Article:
Try Cashing Your Job Well Done at the Bank

pay for playMany different stories have all stirred the debate as to whether college athletes should get paid, or at least be able to profit from signed memorabilia. One of the most popular athletes currently in the news, Johnny Manizel, quarterback from Texas A&M, is currently under investigation by the NCAA for getting paid to autograph a variety of items such as helmets and jerseys. Why is this Heisman Trophy winner not able to make a profit from a brand that he essentially created for himself? What real harm arises from accepting money for a seemingly simplistic, yet potentially meaning autograph?
Hitting closer to home, the University of Georgia’s very own AJ Green was initially suspended for four games after admitting to selling his 2009 Independence Bowl jersey to a former University of North Carolina defensive back who was allegedly reported to be an agent. Athletes are in danger of encountering possible injuries when they choose to play for their college. Basketball player Kevin Ware from Louisville suffered a broken leg during the NCAA tournament. By playing in college he gave away years of “free playing.” Because of this injury, it is likely for it to flare up at any time in which case his professional career may be hindered. While the athletes themselves are making a name for their team and a profit for their school, they are unable to profit from it themselves. The NCAA profits by selling shirts and various other items with the athletes names on them and makes a huge profit. Schools especially with good football programs make a ton of money from the team itself. How is it fair that all the profit seems to go to everyone BUT the one actually putting in all the hard work-the athlete himself?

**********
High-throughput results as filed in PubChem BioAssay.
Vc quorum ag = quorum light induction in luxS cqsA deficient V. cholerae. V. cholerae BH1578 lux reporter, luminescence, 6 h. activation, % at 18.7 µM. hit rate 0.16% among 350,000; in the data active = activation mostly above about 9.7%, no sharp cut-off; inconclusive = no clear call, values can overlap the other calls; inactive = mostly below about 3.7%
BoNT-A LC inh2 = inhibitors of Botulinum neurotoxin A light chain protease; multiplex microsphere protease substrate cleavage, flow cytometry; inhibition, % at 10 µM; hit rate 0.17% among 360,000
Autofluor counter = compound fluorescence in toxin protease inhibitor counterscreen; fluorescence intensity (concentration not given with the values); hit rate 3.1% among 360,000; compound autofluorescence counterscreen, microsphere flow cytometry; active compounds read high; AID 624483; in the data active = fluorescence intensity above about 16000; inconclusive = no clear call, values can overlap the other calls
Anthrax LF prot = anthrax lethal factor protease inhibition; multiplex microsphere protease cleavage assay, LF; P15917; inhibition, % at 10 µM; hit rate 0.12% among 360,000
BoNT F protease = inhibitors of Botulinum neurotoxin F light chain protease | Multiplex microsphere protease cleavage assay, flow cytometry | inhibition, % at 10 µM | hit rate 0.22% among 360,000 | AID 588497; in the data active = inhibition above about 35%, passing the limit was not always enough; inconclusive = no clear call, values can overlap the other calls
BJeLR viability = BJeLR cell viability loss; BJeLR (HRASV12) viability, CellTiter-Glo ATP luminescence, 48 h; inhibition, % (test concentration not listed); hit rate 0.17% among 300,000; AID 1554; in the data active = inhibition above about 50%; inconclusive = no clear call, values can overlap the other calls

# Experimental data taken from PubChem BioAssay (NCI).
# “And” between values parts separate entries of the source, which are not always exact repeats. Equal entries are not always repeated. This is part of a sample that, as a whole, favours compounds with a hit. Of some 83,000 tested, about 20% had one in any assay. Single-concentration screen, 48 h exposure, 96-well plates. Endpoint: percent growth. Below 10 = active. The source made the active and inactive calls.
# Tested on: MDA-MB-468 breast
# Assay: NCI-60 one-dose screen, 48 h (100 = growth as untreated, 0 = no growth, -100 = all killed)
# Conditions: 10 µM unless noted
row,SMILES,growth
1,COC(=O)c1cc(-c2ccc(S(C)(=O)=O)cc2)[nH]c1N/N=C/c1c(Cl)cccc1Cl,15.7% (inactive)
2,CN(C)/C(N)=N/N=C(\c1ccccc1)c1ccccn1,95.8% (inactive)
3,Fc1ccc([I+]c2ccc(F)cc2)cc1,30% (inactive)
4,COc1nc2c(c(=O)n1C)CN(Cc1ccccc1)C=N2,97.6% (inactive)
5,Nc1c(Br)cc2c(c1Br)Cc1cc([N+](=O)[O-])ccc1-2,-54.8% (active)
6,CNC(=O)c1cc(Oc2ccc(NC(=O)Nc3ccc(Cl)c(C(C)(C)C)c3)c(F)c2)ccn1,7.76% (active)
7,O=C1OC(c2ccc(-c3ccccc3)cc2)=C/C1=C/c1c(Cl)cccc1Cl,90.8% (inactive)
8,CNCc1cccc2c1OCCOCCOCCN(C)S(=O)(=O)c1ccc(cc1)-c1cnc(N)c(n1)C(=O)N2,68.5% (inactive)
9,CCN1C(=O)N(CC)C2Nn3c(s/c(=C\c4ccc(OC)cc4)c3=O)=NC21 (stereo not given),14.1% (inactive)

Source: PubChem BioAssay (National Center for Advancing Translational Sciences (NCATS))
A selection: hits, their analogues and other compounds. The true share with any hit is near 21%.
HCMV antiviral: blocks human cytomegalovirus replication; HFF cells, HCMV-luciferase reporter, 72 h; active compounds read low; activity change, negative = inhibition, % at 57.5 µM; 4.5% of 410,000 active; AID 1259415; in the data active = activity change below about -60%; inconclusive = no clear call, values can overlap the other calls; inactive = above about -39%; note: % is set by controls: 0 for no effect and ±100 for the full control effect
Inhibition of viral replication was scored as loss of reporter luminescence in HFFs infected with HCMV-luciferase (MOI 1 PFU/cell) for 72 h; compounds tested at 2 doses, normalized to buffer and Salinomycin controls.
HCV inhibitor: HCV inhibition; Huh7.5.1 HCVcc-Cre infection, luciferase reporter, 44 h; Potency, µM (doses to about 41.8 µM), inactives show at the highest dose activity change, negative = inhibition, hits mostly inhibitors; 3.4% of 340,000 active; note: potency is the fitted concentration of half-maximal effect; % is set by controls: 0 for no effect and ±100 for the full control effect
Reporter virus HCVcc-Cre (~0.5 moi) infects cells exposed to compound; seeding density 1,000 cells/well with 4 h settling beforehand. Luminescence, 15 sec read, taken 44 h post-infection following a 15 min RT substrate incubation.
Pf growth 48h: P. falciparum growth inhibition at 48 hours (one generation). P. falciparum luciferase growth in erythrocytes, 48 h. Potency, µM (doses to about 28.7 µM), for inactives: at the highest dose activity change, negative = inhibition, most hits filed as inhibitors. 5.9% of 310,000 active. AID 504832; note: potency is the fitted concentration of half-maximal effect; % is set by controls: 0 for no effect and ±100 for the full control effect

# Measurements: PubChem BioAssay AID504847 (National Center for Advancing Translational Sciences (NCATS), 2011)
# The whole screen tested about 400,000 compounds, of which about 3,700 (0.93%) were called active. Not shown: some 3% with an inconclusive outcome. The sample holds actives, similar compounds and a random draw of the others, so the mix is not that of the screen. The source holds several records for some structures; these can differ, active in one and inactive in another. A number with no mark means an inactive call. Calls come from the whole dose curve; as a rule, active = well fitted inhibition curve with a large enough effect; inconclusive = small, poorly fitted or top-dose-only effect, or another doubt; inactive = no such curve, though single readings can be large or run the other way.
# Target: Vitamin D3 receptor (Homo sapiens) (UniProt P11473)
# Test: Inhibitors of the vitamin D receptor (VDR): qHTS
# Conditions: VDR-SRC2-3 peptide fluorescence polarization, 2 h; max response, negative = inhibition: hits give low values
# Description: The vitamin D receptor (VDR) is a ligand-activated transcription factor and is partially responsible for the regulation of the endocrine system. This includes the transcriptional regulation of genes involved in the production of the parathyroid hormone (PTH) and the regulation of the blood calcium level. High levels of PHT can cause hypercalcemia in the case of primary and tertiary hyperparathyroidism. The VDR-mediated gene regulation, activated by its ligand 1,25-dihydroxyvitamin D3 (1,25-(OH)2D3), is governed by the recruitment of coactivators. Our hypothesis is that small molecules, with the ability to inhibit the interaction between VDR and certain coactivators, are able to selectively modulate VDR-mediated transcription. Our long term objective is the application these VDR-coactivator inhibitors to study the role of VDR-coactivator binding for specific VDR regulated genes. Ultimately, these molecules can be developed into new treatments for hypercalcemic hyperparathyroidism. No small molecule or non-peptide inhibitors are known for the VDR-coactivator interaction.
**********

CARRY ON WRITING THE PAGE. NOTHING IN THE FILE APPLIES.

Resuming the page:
According to an article from the Wall Street Journal, under coach Mark Richt, the UGA football team ranked number 7 in the BCS for total revenue generated. With an estimated value of $481.8 million, UGA was third-highest in the SEC to Florida and Auburn, respectively. In 2013 the SEC revenue hit an all-time record high and in return, each school received $20.7 million. With this much revenue being hauled in by the colleges, the players should certainly see more compensation for their hard word, countless training hours, and reward for their love of the sport.
I 100% believe that if a team wins a National Championship title, that they should receive some kind of compensation. Take the UGA Women’s swimming and diving team for example. They won the 2013 National Championship title after a close battle with 3 time defending champion, University of California. Not to mention, they won the Southeastern Conference Championship that was held at Texas A&M, as well. If thinking some monetary reward for this is wrong, I don’t want to be right.

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